Mon. Feb 26th, 2024

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Album Review: Train – Bulletproof Picasso

3 min read

American pop/rockers Train have been enjoying some more time in the sun over the last five years; after a three year hiatus from performing and recording, they returned in 2009 with chart smashing single Hey, Soul Sister and their first commercially successful album since 2003’s My Private Nation. Single after single, the chart success continued and in 2012 the group released their sixth album California 37 led by the hits Drive By and 50 Ways To Say Goodbye; the band were obviously well and truly back on their feet. The band relentlessly return now with their seventh effort, Bulletproof Picasso; the creative process began whilst they were touring California 37 and they state it’s been the hardest album to write compared to writing and recording their previous work.

Train-Bulletproof PicassoCadillac, Cadillac is a catchy reggae/pop infusion, the verse is easy to sing along with whilst you take in the punchy dynamic of the chorus; the title-track has a consistent drumbeat that drives it along the road of pop/rock, it has a steady but sure verse with a memorable keyboard part and a strong hook of ‘woah’s’ to bring that chorus home. Lead single Angel In Blue Jeans has a touch of folk to diversify the current pop vibe going on with the album, it’s not as showy as the previous tracks in terms of vocal dynamic and arrangement, take it or leave it as Train’s mainstream take on the current indie/alternative chart domination; Give It All is introduced as a piano driven ballad before the drum kicks in and gives it atmosphere. Wonder What You’re Doing for the Rest of Your Life is introduced by shared giggling between members of the band and guest vocalist Marsha Ambrosius, which adds to the fun and upbeat vibe the track gives off with its electric vocal line and simple instrumentation; we are literally walking and whistling down the hall before the effervescent Son of a Prison Guard kicks off.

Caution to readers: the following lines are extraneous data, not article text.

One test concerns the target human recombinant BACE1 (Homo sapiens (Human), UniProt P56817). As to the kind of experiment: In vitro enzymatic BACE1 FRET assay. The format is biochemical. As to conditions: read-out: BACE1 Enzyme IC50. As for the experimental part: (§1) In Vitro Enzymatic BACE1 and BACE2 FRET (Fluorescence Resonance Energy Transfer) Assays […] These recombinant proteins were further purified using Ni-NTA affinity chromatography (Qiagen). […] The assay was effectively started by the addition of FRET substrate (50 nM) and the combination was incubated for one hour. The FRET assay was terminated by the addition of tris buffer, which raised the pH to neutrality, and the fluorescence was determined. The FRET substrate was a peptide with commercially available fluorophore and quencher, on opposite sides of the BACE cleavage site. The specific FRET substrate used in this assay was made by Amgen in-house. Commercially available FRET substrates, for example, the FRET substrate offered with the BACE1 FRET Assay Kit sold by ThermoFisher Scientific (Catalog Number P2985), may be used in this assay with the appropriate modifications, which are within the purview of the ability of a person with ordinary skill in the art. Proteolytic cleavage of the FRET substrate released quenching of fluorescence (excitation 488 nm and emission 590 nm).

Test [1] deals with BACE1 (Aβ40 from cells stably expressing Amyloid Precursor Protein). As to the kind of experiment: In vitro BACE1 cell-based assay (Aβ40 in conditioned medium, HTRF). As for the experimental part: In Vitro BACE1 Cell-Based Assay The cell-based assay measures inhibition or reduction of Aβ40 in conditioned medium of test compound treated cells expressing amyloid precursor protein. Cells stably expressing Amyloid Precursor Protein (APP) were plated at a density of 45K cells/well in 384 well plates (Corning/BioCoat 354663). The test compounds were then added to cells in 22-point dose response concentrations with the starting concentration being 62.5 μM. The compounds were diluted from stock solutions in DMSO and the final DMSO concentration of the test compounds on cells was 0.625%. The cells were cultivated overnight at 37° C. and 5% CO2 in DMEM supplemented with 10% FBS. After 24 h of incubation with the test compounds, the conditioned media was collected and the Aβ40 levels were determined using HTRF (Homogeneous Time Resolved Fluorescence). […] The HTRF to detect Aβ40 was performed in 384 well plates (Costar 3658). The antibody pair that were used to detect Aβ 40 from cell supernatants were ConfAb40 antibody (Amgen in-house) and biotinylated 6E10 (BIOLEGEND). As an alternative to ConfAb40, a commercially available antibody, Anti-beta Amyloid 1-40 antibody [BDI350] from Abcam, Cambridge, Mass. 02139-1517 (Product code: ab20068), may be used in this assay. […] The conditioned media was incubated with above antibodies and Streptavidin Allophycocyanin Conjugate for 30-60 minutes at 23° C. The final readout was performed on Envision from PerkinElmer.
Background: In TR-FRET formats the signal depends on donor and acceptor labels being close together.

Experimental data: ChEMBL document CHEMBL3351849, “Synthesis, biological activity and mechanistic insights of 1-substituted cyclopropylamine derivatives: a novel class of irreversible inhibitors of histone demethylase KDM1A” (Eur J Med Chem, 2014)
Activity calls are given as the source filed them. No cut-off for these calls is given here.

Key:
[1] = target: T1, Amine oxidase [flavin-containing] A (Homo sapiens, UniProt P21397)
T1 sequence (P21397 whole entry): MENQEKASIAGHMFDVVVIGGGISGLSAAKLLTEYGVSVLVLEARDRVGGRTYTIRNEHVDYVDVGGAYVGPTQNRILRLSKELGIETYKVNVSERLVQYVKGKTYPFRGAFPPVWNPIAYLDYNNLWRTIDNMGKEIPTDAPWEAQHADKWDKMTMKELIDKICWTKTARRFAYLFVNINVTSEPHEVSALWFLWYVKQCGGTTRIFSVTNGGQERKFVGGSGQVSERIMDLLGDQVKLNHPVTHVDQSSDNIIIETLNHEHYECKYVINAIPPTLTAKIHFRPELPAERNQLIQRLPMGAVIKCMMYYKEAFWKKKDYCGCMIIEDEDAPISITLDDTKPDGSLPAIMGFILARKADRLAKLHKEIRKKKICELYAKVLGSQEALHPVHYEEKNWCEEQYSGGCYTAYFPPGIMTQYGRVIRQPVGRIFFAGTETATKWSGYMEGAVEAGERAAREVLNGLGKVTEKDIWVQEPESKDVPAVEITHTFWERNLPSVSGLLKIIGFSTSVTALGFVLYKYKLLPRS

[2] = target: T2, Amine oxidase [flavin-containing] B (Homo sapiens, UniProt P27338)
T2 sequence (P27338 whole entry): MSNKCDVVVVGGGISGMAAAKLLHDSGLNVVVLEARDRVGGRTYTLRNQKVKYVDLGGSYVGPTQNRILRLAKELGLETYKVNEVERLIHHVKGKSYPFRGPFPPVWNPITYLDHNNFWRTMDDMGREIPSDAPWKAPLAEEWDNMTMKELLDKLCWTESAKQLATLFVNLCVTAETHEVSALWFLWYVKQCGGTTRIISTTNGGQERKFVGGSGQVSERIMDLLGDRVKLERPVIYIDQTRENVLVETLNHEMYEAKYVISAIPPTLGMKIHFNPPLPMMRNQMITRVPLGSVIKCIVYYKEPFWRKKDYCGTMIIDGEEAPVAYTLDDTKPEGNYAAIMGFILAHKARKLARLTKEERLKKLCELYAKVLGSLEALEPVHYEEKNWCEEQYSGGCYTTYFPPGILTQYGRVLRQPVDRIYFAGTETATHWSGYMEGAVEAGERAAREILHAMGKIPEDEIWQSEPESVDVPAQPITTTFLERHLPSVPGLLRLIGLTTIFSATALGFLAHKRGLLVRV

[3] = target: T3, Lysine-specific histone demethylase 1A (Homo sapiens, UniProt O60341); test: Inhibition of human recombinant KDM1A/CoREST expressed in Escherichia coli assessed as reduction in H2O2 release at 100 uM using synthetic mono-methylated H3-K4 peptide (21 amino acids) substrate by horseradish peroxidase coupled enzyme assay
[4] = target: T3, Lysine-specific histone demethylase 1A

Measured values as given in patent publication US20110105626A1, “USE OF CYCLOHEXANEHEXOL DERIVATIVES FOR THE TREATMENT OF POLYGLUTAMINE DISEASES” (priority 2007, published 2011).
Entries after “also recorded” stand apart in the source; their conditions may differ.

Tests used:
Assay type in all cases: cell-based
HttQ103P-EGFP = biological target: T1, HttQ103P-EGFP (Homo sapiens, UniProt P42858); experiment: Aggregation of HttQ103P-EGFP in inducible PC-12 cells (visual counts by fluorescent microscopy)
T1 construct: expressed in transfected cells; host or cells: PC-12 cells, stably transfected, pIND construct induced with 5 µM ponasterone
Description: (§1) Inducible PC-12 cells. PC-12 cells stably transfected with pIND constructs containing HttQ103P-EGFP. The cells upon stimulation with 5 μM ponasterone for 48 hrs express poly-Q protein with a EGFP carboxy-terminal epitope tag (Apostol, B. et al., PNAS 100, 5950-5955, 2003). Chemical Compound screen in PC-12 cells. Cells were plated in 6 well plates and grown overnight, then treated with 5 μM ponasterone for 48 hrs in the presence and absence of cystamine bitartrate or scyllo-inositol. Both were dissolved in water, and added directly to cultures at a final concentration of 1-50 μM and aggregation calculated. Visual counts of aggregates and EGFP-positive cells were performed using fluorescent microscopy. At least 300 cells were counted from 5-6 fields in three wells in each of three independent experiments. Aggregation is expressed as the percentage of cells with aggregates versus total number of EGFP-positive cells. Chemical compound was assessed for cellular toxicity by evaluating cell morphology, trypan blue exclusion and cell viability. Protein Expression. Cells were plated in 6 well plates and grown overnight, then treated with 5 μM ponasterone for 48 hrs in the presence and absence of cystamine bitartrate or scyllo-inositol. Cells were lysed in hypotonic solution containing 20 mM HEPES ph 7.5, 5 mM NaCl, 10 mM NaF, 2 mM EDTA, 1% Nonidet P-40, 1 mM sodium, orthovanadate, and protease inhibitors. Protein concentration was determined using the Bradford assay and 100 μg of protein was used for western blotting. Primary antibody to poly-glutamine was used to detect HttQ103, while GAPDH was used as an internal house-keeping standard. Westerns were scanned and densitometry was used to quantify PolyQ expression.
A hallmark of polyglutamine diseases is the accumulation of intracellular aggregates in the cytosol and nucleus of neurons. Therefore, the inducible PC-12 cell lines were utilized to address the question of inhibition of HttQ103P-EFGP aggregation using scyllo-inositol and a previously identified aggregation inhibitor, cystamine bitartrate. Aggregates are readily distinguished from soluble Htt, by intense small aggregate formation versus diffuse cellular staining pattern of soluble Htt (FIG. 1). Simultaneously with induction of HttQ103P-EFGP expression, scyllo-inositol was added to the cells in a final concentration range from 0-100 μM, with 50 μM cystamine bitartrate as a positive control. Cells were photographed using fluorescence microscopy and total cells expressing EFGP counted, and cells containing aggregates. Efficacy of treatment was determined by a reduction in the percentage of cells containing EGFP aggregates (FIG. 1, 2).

A shaky start to Just A Memory, the ‘come back, come back’ line at the beginning is a little off putting, even when it’s repeated after the chorus; don’t let that one line stop you from enjoying the reminiscent love gone wrong pop number though. I’m Drinkin’ Tonight is your standard drinking to forget number, still top notch though; the stop start of the drums at the beginning of I Will Remember is a pretty cool addition to the track, it’s a feel good anthemic track about the binding of love. The Bridge is catchy the second it begins and the vocals are addictive to hear, another must hear from the album. Baby, Happy Birthday masterfully captures a conversation between a couple who are in need of reconciliation, the songwriting on this album has been commendable; Don’t Grow Up So Fast is the album’s stripped back number, the guitar is played beautifully and the strings provide a refreshing atmosphere we had not yet experienced with Bulletproof Picasso.

Bulletproof Picasso proves to be yet another solid release by Train, they’re more recent years of success have seen them earn their place again in the mainstream music market. The group said they were working on this album to be on a more personal note, and you definitely feel that connection with much of the lyrics on the album (particularly I Will Remember, The Bridge and Baby, Happy Birthday). For those of you who haven’t boarded the Train express there is still plenty of time to do so, Bulletproof Picasso isn’t likely to disappoint too easily.